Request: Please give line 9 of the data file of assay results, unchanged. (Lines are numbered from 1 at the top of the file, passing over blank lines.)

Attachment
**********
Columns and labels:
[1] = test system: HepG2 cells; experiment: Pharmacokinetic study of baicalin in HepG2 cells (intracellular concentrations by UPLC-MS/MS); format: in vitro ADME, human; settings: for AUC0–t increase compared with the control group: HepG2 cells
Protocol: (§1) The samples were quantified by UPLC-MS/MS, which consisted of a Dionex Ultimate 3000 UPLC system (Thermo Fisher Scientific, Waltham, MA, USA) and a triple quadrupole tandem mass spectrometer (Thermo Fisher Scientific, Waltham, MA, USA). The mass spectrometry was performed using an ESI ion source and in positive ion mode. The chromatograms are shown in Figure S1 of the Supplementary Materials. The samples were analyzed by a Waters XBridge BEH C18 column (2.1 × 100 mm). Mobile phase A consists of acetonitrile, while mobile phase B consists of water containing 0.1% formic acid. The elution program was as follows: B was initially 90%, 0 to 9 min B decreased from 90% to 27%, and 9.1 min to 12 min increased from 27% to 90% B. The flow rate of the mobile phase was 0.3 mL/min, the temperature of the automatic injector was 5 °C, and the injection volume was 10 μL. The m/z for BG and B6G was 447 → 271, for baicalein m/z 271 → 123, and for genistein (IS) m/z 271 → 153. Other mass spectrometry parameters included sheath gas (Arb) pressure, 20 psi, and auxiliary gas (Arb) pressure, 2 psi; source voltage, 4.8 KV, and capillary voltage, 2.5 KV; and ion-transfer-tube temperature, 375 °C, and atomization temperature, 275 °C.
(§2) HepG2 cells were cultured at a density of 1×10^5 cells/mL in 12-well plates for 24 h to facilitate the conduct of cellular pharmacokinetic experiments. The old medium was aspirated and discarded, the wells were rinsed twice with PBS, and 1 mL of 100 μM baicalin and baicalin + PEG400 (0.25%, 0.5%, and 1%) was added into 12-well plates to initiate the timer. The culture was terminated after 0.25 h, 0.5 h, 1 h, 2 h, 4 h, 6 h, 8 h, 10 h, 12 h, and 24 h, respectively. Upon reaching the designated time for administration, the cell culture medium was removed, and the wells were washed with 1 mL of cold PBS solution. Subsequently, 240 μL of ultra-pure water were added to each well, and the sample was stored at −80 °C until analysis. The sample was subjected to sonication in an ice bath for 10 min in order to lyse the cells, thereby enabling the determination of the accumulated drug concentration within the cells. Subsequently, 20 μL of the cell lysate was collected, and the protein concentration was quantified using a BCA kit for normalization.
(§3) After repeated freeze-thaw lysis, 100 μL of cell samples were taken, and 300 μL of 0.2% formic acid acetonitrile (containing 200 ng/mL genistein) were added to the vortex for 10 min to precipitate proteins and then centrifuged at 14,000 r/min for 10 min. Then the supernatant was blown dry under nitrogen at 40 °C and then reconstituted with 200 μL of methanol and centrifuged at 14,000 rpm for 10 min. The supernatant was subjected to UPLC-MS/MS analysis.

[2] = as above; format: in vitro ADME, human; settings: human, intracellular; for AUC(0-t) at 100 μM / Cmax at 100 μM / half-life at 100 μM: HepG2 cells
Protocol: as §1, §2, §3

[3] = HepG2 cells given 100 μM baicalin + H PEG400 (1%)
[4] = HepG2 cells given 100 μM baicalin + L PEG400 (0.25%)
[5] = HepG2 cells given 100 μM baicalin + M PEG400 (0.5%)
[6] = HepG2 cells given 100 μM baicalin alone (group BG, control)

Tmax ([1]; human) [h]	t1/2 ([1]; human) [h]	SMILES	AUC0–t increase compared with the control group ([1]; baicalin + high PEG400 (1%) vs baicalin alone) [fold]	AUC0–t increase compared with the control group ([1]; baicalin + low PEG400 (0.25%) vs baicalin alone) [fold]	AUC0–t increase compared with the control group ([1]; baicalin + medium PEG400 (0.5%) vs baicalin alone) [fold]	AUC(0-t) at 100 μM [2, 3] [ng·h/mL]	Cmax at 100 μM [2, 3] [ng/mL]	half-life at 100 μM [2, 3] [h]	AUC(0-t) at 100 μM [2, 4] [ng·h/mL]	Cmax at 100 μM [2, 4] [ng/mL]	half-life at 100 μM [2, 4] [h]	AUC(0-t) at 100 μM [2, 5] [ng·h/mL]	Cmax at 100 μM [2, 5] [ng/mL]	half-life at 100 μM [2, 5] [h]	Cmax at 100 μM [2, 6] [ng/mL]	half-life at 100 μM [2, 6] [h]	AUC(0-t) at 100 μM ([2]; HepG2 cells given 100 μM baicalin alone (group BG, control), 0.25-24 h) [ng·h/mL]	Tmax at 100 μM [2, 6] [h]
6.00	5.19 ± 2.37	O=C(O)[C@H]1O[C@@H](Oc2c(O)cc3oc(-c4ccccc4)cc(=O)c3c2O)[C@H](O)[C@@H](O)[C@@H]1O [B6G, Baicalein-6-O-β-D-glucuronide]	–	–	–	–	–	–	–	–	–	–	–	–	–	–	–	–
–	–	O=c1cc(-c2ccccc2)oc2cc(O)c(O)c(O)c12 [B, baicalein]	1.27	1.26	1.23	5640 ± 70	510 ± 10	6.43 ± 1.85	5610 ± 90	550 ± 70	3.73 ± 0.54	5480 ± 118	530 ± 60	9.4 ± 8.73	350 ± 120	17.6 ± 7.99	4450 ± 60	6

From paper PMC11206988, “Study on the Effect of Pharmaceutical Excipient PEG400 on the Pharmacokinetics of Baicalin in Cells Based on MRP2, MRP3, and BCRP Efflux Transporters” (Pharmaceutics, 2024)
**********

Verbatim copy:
[4] = HepG2 cells given 100 μM baicalin + L PEG400 (0.25%)